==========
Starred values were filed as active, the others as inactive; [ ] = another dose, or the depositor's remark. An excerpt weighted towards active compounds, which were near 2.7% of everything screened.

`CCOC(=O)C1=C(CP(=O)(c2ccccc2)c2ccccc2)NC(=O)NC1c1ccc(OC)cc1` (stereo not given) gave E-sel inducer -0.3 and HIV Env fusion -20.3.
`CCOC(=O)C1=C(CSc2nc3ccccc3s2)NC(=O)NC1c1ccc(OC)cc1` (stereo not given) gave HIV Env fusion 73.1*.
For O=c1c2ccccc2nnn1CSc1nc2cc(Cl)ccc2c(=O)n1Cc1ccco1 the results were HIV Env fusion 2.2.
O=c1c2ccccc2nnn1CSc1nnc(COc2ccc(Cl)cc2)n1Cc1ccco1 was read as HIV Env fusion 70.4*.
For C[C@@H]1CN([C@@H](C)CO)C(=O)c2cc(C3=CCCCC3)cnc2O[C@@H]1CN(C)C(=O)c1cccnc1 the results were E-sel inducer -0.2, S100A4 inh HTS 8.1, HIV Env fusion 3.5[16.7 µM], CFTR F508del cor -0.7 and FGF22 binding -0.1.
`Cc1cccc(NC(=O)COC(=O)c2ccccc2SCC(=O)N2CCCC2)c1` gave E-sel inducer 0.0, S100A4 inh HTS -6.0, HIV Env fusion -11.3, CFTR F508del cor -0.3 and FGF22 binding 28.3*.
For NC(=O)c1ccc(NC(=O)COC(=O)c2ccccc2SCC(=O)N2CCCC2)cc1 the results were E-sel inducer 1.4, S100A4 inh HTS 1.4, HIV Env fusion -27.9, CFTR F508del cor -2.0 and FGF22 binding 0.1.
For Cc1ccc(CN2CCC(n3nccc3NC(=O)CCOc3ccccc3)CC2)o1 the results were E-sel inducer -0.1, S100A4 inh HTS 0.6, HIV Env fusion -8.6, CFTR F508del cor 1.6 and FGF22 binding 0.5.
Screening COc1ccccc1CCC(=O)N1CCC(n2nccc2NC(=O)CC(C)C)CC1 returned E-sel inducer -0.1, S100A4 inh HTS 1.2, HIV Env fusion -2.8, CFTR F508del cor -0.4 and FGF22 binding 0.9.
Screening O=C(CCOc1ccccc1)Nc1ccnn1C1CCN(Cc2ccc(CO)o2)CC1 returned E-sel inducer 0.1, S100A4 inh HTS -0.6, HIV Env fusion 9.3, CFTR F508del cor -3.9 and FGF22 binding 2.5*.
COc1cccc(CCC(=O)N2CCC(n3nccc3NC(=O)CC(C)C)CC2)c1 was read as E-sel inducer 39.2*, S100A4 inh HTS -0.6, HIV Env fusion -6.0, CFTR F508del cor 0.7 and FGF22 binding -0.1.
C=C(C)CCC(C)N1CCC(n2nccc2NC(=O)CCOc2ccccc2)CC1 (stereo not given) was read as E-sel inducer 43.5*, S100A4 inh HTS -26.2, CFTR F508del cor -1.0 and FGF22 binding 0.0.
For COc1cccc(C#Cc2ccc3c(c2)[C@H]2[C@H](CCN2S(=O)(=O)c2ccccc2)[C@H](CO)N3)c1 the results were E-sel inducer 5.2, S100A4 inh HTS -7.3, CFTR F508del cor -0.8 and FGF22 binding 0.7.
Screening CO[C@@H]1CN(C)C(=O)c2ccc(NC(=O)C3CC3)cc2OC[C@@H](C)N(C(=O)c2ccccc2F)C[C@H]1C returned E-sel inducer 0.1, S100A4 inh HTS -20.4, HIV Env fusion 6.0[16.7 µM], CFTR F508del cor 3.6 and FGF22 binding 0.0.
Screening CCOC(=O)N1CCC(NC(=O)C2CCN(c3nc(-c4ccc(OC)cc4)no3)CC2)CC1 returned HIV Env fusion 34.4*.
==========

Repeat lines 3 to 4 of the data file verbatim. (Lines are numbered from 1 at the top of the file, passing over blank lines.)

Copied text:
`CCOC(=O)C1=C(CSc2nc3ccccc3s2)NC(=O)NC1c1ccc(OC)cc1` (stereo not given) gave HIV Env fusion 73.1*.
For O=c1c2ccccc2nnn1CSc1nc2cc(Cl)ccc2c(=O)n1Cc1ccco1 the results were HIV Env fusion 2.2.